Tuesday, July 5, 2022

REVIEW: 'For All Mankind' - Margo Realizes Just How Much She Has Given Away in the Name of Space Innovation in 'All In'

AppleTV+'s For All Mankind - Episode 3.03 "All In"

As NASA scrambles to prepare for the launch to Mars, Margo is confronted with a harsh personal reality.

"All In" was written by Nichole Beattie and directed by Wendey Stanzler

Everyone places their hopes and dreams on the space race. It's a way to project their sense of dominance throughout the rest of the world. And yet, the various space programs aren't going to stop simply because one reaches an accomplishment first. The United States had the technology to land on the moon. They lost to the Soviet program. As such, they had to catch up. They eventually did so. That led to the increased military presence in space. It's an aspect of life everyone has to manage now. People are devoted to exploration. It's not solely defined as a conflict between the superpowers either. Margo could rationalize giving information to Sergei because she saw the benefits of fostering innovation. He was always a Soviet asset pushing for more information. At this crucial moment, the Soviets have to be more forceful with their demands. They have to reveal themselves to Margo in the hopes of retrieving the designs for the nuclear engine. That's the only way they are going to remain relevant. That's the only option for getting to Mars on this accelerated time table. Everyone laid out plans for their missions in 1996. It's been moved up two years because Dev made his announcement. He laid out his vision for the future of the space race. NASA was completely fine with the privatization of space when it came to a hotel orbiting Earth. But now, Margo lambasts a private company trying to replace the American government. The public and private sectors are at war. It's a competition for the best talent. Brilliant minds are working on this mission from every possible angle. It requires so much time and attention. It's been that way for decades now. People are still chasing that high. This is the only thing that matters. On the campaign trail, Bill Clinton lays out his vision for caring about people on the ground across America just as much as the devotion to NASA. However, he doesn't win the race. Instead, Ellen is rewarded with the presidency. She's the one dictating the future of this country. That's a show of support for how much patriotism is wrapped up in this narrative. And now, a heroic astronaut sets the pace for the entire government. That's where the priority is. It's going to be absolutely devastating when Margo is revealed to be trading classified information with the Soviets. It's treason. It's a betrayal of her identity as an American. She has devoted her life to NASA. That's been the only priority. She and Sergei have spent years pining after each other. When romance finally has some potential, it can't be acted upon because so many more forces are at play. It's all absolutely devastating. But it's also a personal burden everyone is suppose to sit with. It's not a story exposed to the world. Instead, people simply continue in the lives they've always had as they personally struggle with their roles in continuing this never-ending conflict.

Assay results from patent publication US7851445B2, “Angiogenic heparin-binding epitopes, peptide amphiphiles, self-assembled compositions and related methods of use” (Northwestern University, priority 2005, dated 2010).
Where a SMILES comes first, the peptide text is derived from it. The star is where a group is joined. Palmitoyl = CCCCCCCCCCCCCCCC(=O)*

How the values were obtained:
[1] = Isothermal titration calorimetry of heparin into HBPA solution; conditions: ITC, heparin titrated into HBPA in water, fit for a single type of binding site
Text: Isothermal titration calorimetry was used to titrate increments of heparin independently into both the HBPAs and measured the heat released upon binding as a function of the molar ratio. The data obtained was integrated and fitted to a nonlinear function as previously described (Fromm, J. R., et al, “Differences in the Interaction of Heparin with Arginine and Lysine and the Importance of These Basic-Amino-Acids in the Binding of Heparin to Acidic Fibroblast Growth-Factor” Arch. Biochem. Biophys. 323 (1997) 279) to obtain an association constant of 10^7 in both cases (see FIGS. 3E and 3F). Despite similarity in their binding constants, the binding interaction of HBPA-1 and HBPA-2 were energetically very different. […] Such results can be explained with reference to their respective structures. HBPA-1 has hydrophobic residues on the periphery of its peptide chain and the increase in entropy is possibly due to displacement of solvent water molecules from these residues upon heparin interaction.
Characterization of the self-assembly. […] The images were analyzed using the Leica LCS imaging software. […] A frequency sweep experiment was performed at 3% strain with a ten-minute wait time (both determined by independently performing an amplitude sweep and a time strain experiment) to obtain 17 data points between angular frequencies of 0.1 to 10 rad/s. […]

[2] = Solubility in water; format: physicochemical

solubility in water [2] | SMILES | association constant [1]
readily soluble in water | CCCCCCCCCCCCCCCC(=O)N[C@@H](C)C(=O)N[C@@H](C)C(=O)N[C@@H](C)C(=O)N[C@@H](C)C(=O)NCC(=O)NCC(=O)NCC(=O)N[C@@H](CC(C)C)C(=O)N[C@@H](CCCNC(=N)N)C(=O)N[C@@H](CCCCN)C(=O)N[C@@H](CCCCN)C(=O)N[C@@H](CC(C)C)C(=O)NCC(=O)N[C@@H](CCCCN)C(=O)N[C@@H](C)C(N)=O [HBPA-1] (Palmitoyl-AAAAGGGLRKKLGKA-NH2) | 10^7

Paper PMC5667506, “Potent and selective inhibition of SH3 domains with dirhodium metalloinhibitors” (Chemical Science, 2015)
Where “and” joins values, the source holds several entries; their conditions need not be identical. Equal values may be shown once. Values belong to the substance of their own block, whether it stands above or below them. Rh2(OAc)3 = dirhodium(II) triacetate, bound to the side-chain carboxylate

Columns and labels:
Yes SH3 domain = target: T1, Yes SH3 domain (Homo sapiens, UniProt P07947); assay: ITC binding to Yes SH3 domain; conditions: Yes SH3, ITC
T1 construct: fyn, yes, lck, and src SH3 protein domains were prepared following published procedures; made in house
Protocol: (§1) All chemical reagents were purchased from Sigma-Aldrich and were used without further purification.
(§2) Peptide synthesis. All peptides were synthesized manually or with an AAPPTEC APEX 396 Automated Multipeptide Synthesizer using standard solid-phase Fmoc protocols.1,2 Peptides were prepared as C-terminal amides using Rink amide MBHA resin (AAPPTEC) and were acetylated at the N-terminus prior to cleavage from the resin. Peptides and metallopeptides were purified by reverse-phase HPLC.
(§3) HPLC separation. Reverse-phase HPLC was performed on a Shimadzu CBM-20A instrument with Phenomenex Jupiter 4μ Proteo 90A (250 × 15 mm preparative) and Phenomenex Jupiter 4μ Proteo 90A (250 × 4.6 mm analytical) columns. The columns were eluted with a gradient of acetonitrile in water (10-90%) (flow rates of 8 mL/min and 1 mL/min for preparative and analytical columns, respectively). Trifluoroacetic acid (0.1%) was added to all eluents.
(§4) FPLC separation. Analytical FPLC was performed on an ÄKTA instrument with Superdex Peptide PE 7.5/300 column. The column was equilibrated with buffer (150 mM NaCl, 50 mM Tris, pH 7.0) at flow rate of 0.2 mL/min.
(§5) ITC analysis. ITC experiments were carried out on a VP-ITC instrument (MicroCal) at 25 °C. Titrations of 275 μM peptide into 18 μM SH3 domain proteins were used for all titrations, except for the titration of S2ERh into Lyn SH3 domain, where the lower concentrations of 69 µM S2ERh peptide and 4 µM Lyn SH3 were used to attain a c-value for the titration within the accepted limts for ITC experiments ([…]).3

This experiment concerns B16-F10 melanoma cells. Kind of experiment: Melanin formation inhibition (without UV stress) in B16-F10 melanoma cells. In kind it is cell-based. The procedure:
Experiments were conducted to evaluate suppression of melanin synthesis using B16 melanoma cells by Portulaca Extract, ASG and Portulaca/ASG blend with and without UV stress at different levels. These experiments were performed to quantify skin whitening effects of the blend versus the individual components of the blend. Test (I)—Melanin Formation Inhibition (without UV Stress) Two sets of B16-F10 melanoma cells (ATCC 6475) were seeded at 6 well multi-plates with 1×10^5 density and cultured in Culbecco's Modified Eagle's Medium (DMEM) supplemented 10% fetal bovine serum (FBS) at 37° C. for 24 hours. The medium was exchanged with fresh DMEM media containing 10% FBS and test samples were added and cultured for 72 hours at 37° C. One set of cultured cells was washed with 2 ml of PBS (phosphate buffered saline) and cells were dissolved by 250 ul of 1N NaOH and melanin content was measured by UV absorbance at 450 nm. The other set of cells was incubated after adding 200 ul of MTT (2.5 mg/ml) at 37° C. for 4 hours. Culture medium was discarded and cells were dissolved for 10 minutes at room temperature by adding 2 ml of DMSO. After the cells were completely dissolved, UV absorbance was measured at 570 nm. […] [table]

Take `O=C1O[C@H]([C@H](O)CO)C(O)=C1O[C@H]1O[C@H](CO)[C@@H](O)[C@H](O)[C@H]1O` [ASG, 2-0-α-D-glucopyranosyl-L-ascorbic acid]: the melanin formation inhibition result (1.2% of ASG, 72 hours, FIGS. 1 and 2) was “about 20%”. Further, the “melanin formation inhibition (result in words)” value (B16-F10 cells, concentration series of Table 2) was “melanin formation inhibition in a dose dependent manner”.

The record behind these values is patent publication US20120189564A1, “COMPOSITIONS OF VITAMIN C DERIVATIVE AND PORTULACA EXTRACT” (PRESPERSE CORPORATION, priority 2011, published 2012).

It takes years to prepare for these missions to Mars. It's not something the various programs can adjust in an instant. Lots of big decisions have to be made now. It threatens to turn families against each other. Everyone praises Danny for his heroism in saving lives during the Polaris incident. And yet, his erratic behavior could doom any mission he joins. Danielle has the wisdom to throw him off the NASA team. She doesn't even know the extent of his breakdown. He's lashing out after being rejected by Karen. He places all of his energy into this unrequited crush. He believes it could be great because it was once beautiful a decade ago. It was never good and healthy. Karen is mourning Sam's death. She doesn't want to be around Danny. He is recruited by Helios without her knowledge. Ed sees this as the grand reunion of the Baldwin and Stevens families. They can finally make this historic achievement together. Ed and Gordo missed out when it came to the moon. Now, they can be forever immortalized on Mars. It's Ed chasing that idea instead of doing what's best for Danny. He can see things clearly with Kelly. She is just as determined to reach the red planet. She simply wants to do so at NASA. She's not ready to leave. She still sees a future working for the government. That's where her scientific research can thrive. Helios adjusts its expectations to fit what Ed and Karen need. They are treated with respect because they have the experience. They don't want a poet on the team. They don't need someone to comment on the beauty and meaning of this moment. That comes from them not wanting to address their feelings. They would rather sit in silence and denial. They can personally suffer. That's what life is suppose to be. That's how leaders are suppose to behave. They are meant to repress their struggles in order to support what the world needs. Right now, people need the victory of the space race. Of course, not everyone feels that way. People are protesting. They don't agree with the personal costs of these pursuits. That doesn't have an impact on anyone's thinking whatsoever. The missions go ahead. There isn't one moment of questioning that. Again, people have devoted themselves to this program for too long to ever think they should stop. That rational thought may come along at some point. Some may have to deal with the consequences of what they did in order to achieve this victory. But the narrative is also aware that plenty of people thrive despite what heinous actions they take. The public doesn't always have that clarity. The audience does - which only makes all of this more complicated. Everyone has their eyes on history instead of figuring out how to best be of service to the people right beside them.